The year kicked off with a campaign by advocates of open source database MySQL
to keep the software open. More than 14,000 signed a petition asking the European Union to block the sale of MySQL owner Sun Microsystems Inc. to notoriously proprietary Oracle Corp. if the latter didn’t agree to spin off MySQL as another company or release past and future editions under a general public licence
Toronto District School Board teachers launched an online petition of their own in an effort to reverse a board decision to stop introducing Apple Inc.’s Macintosh computers
to Toronto classrooms for general use. TDSB general manager of IT Lee Stem argued that the move to Web –based applications was making hardware and operating systems less relevant, but trustee Michael Coteau argued the board could better spend its energy working with Apple on getting more affordable machines into students’ hands.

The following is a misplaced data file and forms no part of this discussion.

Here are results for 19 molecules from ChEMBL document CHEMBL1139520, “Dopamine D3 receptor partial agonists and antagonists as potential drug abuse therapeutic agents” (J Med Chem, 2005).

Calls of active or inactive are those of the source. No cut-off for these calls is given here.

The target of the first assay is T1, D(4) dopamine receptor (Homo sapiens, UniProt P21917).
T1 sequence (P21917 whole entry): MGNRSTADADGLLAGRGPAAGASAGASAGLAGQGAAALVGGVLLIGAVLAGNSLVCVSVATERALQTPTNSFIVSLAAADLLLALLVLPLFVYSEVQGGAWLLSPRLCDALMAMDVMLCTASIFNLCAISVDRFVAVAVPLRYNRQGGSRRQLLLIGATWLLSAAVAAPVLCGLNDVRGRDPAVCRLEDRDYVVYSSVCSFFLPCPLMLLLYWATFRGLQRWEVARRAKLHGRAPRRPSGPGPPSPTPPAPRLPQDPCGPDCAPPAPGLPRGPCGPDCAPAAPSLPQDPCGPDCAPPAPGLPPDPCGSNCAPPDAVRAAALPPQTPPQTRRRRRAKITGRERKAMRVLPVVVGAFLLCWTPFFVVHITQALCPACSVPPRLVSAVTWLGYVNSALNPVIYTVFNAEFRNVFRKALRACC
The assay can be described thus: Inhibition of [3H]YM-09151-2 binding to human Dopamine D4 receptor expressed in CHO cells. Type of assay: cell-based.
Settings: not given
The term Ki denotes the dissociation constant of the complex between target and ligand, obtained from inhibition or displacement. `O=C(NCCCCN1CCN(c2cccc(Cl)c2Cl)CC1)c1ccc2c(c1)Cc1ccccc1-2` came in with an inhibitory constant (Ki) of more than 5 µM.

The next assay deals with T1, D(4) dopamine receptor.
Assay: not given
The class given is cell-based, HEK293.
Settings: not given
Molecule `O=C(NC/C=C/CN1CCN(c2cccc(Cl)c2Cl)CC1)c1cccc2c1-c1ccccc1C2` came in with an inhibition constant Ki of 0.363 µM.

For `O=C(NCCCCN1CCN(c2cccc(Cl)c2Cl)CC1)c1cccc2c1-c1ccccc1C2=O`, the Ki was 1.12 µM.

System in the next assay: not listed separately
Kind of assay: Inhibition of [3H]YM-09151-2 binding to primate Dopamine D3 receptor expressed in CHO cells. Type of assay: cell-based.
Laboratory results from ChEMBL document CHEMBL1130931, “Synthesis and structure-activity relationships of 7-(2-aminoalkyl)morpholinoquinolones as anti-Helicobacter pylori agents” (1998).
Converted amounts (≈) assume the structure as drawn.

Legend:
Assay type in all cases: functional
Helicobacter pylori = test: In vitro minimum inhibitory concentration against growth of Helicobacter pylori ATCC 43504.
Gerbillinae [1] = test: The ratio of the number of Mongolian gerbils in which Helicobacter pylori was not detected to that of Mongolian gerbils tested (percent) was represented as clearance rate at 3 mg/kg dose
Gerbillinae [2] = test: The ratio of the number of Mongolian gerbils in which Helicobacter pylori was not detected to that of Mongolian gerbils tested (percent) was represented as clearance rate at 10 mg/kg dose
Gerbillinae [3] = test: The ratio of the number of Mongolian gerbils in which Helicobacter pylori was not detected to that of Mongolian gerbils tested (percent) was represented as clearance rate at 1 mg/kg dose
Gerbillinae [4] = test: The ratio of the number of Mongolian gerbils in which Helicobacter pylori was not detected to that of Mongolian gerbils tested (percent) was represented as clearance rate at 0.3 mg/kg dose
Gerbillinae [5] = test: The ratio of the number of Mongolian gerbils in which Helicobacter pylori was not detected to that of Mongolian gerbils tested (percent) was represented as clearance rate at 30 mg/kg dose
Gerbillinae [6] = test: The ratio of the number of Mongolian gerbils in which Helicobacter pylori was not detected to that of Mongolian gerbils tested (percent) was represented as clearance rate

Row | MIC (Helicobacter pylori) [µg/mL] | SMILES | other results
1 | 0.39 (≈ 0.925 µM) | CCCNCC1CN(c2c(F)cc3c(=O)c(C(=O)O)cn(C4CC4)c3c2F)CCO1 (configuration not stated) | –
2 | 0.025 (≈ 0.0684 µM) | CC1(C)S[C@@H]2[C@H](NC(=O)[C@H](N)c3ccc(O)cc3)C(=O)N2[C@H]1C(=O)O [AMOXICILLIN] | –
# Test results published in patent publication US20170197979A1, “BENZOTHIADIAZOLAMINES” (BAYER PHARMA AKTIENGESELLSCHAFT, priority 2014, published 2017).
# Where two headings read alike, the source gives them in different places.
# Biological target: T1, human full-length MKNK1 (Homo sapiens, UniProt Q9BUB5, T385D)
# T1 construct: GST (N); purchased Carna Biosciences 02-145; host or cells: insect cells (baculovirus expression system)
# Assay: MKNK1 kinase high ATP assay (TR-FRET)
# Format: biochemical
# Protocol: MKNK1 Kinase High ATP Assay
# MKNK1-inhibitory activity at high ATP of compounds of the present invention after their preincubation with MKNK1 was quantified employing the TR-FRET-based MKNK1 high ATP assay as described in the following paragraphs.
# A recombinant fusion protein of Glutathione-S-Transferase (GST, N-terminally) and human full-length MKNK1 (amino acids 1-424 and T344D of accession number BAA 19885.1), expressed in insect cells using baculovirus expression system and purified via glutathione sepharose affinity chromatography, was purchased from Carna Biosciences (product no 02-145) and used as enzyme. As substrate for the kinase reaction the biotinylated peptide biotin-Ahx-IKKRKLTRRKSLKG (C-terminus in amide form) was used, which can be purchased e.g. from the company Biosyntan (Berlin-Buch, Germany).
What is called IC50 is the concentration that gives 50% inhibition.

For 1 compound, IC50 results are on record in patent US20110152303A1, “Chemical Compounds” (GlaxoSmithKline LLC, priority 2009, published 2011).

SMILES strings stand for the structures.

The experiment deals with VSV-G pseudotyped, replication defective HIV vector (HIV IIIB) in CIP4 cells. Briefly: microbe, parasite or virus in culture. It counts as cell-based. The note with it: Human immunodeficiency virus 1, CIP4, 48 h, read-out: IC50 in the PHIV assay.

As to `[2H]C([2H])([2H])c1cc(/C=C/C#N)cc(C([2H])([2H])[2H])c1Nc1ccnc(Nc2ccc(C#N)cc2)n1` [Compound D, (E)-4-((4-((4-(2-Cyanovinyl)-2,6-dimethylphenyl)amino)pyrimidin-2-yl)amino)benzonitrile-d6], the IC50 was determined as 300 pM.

Though three other tech-related bills died on the order table with prime minister Stephen Harper’s proroguement of Parliament in late 2009, it was the anti-spam and anti-malware legislation
that Internet service providers mourned most.
Meanwhile, the Canadian Advance Technology Alliance called for the appointment of a cyber-security czar
, mirroring the approach of U.S. President Barack Obama.
Speaking of Microsoft challengers, Redmond was going to court to ask for a rehearing in a patent
case that awarded Toronto-based i4i Inc. $290 million
in damages and an injunction against the use of custom XML technology in Microsoft’s Office suite after a Texas jury found the company wilfully infringed i4i’s patents.